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No. 02-617

In the Supreme Court of the United States

CHANEY L. PHILLIPS, PETITIONER

v.

UNITED STATES OF AMERICA

ON PETITION FOR A WRIT OF CERTIORARI
TO THE UNITED STATES COURT OF APPEALS
FOR THE FIFTH CIRCUIT

BRIEF FOR THE UNITED STATES IN OPPOSITION

THEODORE B. OLSON
Solicitor General
Counsel of Record
ROBERT D. MCCALLUM
Assistant Attorney General
SCOTT R. MCINTOSH
COLETTE G. MATZZIE
Attorneys
Department of Justice
Washington, D.C. 20530-0001
(202) 514-2217

QUESTIONS PRESENTED

1. Whether, under the Mandatory Victims Restitution Act of 1996, Pub. L. No. 104-132, §§ 201-211, 110 Stat. 1227-1241, the United States may use the remedies provided by the Federal Debt Collection Procedures Act of 1990, 28 U.S.C. 3001 et seq., to enforce a victim restitution order that was entered as part of the criminal judgment in a federal prosecution.

2. Whether the retroactive application of provisions of the Mandatory Victims Restitution Act of 1996, which alter the procedural mechanisms for enforcing restitution orders but do not affect a defendant's substantive liability for restitution, violate the Ex Post Facto Clause.

In the Supreme Court of the United States

No. 02-617

CHANEY L. PHILLIPS, PETITIONER

v.

UNITED STATES OF AMERICA

ON PETITION FOR A WRIT OF CERTIORARI
TO THE UNITED STATES COURT OF APPEALS
FOR THE FIFTH CIRCUIT

BRIEF FOR THE UNITED STATES IN OPPOSITION

OPINIONS BELOW

The opinion of the court of appeals (Pet. App. 1-6) is reported at 303 F.3d 548. The opinion of the district court is unreported and is omitted from petitioner's appendix, but is reproduced at App., infra, 1a-2a. The order of the district court certifying its judgment for appeal under Federal Rule of Civil Procedure 54(b) (Pet. App. 7-8) is also unreported.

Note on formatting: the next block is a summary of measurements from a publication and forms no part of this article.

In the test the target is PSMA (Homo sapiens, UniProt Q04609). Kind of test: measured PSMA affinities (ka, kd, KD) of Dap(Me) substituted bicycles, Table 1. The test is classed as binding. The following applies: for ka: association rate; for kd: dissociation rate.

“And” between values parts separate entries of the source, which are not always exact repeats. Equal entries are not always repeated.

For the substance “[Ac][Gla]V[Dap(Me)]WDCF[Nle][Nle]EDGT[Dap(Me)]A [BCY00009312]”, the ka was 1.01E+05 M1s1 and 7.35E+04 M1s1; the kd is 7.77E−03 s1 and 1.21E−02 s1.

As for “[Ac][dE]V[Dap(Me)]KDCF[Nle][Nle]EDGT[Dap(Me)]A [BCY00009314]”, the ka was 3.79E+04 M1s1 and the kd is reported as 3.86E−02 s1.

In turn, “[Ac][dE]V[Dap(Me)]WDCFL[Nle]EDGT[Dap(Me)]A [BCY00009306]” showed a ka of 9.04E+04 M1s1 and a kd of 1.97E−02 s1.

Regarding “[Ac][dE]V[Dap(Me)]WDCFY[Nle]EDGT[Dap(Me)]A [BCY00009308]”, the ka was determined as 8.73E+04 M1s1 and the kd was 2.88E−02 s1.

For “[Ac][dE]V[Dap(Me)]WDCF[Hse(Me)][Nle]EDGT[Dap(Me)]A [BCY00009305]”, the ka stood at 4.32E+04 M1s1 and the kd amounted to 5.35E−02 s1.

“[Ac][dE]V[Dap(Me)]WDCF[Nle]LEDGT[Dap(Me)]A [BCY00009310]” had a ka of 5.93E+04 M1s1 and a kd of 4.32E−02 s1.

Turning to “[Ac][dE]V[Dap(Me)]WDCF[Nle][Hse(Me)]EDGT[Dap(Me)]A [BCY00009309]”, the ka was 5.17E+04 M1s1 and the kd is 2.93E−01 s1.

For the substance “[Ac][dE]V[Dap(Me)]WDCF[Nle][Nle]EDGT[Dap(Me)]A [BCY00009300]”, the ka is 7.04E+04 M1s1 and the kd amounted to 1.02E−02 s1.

JURISDICTION

The court of appeals entered its judgment on July 22, 2002. The petition for a writ of certiorari was filed on October 18, 2002. The jurisdiction of this Court is invoked under 28 U.S.C. 1254(1).

STATEMENT

Following a jury trial in the United States District Court for the Middle District of Louisiana, petitioner was convicted of six counts of mail fraud, in violation of 18 U.S.C. 1341, one count of engaging in an illegal monetary transaction, in violation of 18 U.S.C. 1957, and conspiracy to commit each of those crimes. See United States v. Phillips, 219 F.3d 404 (5th Cir. 2000). In addition to imposing a term of incarceration, the district court ordered petitioner to pay victim restitution in the amount of $217,587.56. Pursuant to the restitution order, the United States sought a writ of garnishment against petitioner's interest in an estate and against his retirement account. The district court denied petitioner's motion to discharge the garnishment. The court of appeals affirmed.

1. The Mandatory Victims Restitution Act of 1996 (Restitution Act), Pub. L. No. 104-132, §§ 201-211, 110 Stat. 1227-1241, made victim restitution a mandatory component of the sentence for many federal crimes and provided for enhanced post-conviction enforcement of such orders by the federal government. 18 U.S.C. 3663A, 3664. Before the Restitution Act, restitution orders in federal criminal sentences could be enforced by either the crime victim or the United States. 18 U.S.C. 3663(h) (1994). The Restitution Act strengthened enforcement by providing that the Attorney General "shall be responsible for collection of an unpaid fine or restitution," including victim restitution, 18 U.S.C. 3612(c), and directing the Attorney General to promulgate guidelines to ensure that restitution orders are enforced "to the fullest extent of the law," 18 U.S.C. 3551 note. The Restitution Act further provides that the entry of a restitution order as part of a criminal judgment vests in the United States a property right in the defendant's assets, such that "an order of restitution * * * is a lien in favor of the United States" on all of the defendant's property and rights to property. 18 U.S.C. 3613(c). In addition, the Restitution Act requires defendants to make their restitution payments to the court, rather than to the victim. 18 U.S.C. 3611.